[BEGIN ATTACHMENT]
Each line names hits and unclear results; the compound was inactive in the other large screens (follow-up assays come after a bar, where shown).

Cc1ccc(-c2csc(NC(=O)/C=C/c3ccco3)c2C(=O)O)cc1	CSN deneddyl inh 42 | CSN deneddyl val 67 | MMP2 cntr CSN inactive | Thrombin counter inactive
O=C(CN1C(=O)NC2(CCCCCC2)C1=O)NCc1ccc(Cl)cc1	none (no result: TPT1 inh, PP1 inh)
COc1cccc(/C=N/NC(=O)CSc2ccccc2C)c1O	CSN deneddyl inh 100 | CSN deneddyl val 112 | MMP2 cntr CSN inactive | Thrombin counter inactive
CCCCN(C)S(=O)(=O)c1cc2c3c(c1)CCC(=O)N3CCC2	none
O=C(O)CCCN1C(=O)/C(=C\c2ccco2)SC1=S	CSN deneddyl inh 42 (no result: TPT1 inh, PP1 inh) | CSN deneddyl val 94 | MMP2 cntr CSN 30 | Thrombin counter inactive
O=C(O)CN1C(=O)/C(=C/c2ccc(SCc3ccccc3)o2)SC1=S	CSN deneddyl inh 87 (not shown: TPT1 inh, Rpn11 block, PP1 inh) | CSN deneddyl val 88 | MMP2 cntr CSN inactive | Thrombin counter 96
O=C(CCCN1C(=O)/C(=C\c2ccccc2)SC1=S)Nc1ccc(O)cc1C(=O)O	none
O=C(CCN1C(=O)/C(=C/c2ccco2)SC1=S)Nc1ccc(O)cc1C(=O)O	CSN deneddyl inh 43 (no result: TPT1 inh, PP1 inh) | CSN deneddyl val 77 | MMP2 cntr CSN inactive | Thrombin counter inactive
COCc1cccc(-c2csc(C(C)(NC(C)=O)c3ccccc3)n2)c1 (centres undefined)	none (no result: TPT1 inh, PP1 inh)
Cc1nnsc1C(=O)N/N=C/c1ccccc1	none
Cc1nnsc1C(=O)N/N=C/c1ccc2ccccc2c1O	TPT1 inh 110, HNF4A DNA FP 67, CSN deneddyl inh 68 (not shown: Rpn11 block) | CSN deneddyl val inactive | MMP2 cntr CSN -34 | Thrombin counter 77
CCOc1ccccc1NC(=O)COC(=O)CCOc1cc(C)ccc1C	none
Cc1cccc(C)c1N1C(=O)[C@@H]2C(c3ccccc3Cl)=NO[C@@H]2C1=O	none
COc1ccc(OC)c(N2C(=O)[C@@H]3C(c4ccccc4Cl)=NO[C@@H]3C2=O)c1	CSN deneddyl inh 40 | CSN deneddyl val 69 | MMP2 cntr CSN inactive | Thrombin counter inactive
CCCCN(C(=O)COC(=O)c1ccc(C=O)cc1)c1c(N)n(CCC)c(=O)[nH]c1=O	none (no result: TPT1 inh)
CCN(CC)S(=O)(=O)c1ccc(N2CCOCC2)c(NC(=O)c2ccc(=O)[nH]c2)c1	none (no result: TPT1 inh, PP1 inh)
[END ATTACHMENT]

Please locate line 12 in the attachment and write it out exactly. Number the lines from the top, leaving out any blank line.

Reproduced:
Cc1nnsc1C(=O)N/N=C/c1ccc2ccccc2c1O	TPT1 inh 110, HNF4A DNA FP 67, CSN deneddyl inh 68 (not shown: Rpn11 block) | CSN deneddyl val inactive | MMP2 cntr CSN -34 | Thrombin counter 77